[00:08:33.520] Kent Bye: Yeah, and the other thing that I noticed is that YouTube, as an application, the streaming of it seemed to be very seamless, as well as, if you look at the different applications that people are doing in VR, it seems like with Google and YouTube, it seems like people watching video is something that people are already doing. and that there's an increased level of immersion for some specific events, whether it's a live event with some of your live stream with the 180 camera that you released that has stereoscopic 3D, it's optimizing for the stereoscopy to be live stream of immersive content that may be better than having something that is a full 360 with monoscopic. So I'm just curious to hear your perspective of how you see YouTube and video as a potential driver and adoption of these immersive technologies.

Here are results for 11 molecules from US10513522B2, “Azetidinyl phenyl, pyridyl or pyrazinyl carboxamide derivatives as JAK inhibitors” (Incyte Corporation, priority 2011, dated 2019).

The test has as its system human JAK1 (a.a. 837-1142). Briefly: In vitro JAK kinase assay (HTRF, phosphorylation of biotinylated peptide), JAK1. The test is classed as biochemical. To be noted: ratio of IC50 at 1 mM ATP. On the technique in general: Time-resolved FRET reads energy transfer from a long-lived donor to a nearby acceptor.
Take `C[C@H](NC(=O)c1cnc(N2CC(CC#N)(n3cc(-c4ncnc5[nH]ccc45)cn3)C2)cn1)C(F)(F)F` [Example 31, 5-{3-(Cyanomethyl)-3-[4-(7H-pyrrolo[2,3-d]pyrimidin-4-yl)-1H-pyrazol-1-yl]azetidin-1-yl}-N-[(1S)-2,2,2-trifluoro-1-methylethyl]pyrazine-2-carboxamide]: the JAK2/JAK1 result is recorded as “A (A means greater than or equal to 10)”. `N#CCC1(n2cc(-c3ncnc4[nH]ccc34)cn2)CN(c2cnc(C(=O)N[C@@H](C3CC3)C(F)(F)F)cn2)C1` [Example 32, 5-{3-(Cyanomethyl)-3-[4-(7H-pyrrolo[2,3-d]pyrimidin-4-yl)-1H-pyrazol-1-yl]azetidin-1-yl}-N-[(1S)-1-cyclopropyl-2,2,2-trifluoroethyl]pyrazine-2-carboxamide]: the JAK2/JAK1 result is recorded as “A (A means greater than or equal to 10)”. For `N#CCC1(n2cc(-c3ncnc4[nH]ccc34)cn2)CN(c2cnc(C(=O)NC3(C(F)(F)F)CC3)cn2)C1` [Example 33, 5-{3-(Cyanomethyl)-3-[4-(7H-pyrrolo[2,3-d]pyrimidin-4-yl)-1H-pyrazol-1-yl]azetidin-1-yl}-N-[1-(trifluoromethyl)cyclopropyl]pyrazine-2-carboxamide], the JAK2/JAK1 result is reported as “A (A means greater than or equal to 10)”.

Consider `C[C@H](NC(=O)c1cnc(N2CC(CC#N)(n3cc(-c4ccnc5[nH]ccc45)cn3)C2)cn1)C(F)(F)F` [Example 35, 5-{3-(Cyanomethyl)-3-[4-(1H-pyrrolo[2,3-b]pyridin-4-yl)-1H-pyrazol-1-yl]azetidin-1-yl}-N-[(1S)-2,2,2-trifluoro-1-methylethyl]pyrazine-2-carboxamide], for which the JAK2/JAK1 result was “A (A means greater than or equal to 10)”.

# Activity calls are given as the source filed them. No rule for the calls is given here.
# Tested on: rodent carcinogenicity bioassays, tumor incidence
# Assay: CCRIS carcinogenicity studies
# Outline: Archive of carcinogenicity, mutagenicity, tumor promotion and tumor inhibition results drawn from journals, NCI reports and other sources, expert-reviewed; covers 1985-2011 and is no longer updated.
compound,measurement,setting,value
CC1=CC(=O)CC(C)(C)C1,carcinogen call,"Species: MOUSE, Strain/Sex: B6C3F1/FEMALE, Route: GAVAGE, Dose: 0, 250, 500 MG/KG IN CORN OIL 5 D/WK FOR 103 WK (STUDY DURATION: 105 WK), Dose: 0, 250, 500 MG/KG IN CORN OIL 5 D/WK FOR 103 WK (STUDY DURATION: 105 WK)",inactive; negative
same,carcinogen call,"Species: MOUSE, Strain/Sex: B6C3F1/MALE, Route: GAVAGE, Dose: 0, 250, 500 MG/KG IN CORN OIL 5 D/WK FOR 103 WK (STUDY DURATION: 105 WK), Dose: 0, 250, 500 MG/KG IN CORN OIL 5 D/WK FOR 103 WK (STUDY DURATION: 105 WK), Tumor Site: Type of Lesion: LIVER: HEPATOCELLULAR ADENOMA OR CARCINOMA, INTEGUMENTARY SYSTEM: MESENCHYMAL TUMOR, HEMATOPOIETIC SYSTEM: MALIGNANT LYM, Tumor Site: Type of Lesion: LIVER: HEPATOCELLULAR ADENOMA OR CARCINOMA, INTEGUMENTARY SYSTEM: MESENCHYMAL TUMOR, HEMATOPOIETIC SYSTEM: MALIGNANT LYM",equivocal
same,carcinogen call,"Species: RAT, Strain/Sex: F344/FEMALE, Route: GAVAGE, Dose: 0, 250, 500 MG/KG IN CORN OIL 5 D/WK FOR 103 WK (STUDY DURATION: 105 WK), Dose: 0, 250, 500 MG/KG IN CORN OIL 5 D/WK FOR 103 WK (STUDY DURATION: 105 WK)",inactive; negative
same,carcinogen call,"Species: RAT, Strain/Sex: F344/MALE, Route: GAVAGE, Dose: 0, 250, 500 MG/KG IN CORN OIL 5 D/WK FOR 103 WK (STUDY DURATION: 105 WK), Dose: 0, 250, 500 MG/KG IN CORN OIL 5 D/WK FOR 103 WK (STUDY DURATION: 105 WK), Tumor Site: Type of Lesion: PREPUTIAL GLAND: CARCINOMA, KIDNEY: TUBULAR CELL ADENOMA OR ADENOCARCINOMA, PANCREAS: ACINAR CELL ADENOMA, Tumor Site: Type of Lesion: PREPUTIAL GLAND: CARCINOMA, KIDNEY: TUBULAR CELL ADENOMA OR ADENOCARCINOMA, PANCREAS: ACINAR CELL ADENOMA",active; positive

[00:09:19.818] Clay Bavor: Well, first, so we've been working for years on YouTube VR, all the way back to the first version of Cardboard, but really picking up in the last couple years, optimizing it for Daydream. And we just think it's one of the most exciting things there is to do in VR. And it turns out people love going places. People love seeing people, meeting people, getting access to places that they just otherwise couldn't in the world. And everyone has something they're excited about, a sports team, a celebrity, a band. And we found VR video captured well, delivered well, can be really transporting and really resonates with people. It's one of the reasons we invested so early in Jump, our VR video capture system that uses an array camera and then some very sophisticated software running in a data center to create stereoscopic VR video. And we really do believe that stereoscopy, your left eye, your right eye, seeing different things, which creates that vivid illusion of near things seeming near, far things seeming far, that's core to the VR experience and is really important. And as you notice, we've made a bunch of optimizations to YouTube VR video delivery to really improve that experience. And I don't think you've seen the last of those optimizations. We've got some other things up our sleeves that we're pretty excited about.